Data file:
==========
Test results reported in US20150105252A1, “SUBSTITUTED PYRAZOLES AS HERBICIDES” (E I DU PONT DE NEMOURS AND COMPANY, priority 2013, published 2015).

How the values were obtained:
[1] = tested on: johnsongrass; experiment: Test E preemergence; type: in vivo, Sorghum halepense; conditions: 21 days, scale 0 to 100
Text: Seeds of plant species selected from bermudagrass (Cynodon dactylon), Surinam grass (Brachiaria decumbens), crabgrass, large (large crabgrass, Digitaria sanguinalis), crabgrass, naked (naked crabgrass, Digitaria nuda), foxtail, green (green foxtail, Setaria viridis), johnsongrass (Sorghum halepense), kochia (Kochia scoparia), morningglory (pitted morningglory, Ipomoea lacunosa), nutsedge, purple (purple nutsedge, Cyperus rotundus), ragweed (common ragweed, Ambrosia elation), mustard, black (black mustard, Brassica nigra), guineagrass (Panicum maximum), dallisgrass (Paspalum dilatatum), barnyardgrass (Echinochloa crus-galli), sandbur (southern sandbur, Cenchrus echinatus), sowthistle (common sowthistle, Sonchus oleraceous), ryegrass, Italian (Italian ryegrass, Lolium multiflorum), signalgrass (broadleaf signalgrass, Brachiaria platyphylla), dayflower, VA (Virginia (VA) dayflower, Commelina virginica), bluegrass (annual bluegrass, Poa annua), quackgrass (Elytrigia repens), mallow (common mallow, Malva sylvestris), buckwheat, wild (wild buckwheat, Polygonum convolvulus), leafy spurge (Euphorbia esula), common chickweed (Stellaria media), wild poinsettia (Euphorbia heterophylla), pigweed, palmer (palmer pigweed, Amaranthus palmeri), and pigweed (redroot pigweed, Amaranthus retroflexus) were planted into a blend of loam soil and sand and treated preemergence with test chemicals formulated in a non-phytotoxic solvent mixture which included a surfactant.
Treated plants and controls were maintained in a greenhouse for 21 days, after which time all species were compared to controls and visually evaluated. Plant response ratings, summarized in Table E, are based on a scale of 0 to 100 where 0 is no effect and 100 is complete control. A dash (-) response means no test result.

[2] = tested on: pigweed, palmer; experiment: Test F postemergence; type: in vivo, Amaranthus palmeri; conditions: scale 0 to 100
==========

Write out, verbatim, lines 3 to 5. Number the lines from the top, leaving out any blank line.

[1] = tested on: johnsongrass; experiment: Test E preemergence; type: in vivo, Sorghum halepense; conditions: 21 days, scale 0 to 100
Text: Seeds of plant species selected from bermudagrass (Cynodon dactylon), Surinam grass (Brachiaria decumbens), crabgrass, large (large crabgrass, Digitaria sanguinalis), crabgrass, naked (naked crabgrass, Digitaria nuda), foxtail, green (green foxtail, Setaria viridis), johnsongrass (Sorghum halepense), kochia (Kochia scoparia), morningglory (pitted morningglory, Ipomoea lacunosa), nutsedge, purple (purple nutsedge, Cyperus rotundus), ragweed (common ragweed, Ambrosia elation), mustard, black (black mustard, Brassica nigra), guineagrass (Panicum maximum), dallisgrass (Paspalum dilatatum), barnyardgrass (Echinochloa crus-galli), sandbur (southern sandbur, Cenchrus echinatus), sowthistle (common sowthistle, Sonchus oleraceous), ryegrass, Italian (Italian ryegrass, Lolium multiflorum), signalgrass (broadleaf signalgrass, Brachiaria platyphylla), dayflower, VA (Virginia (VA) dayflower, Commelina virginica), bluegrass (annual bluegrass, Poa annua), quackgrass (Elytrigia repens), mallow (common mallow, Malva sylvestris), buckwheat, wild (wild buckwheat, Polygonum convolvulus), leafy spurge (Euphorbia esula), common chickweed (Stellaria media), wild poinsettia (Euphorbia heterophylla), pigweed, palmer (palmer pigweed, Amaranthus palmeri), and pigweed (redroot pigweed, Amaranthus retroflexus) were planted into a blend of loam soil and sand and treated preemergence with test chemicals formulated in a non-phytotoxic solvent mixture which included a surfactant.
Treated plants and controls were maintained in a greenhouse for 21 days, after which time all species were compared to controls and visually evaluated. Plant response ratings, summarized in Table E, are based on a scale of 0 to 100 where 0 is no effect and 100 is complete control. A dash (-) response means no test result.